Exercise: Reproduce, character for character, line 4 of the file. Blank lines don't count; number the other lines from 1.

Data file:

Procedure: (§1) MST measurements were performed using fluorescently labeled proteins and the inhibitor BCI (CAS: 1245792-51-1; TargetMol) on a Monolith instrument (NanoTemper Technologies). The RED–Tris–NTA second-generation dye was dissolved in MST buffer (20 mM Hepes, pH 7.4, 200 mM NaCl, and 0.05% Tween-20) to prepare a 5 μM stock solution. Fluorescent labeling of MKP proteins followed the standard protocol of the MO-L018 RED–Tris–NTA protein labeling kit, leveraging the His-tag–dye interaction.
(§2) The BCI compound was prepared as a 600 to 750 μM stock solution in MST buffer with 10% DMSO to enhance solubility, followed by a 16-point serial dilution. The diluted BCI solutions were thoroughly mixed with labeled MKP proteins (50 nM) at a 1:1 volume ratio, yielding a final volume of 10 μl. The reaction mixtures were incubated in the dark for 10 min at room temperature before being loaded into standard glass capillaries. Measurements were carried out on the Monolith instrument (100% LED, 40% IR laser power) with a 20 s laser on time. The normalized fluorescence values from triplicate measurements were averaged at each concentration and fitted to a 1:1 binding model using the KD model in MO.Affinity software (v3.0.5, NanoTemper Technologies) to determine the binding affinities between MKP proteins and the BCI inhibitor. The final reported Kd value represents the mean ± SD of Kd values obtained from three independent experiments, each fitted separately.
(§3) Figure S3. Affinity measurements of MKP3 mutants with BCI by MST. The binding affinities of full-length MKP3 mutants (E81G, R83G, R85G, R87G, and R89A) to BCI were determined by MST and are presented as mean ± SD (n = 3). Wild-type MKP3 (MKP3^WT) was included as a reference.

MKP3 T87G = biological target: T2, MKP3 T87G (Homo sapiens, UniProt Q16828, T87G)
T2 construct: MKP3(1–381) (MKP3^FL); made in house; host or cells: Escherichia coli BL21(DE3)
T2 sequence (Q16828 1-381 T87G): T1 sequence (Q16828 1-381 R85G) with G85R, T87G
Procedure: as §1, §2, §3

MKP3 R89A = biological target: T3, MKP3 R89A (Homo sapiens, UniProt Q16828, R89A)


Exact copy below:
MKP3 T87G = biological target: T2, MKP3 T87G (Homo sapiens, UniProt Q16828, T87G)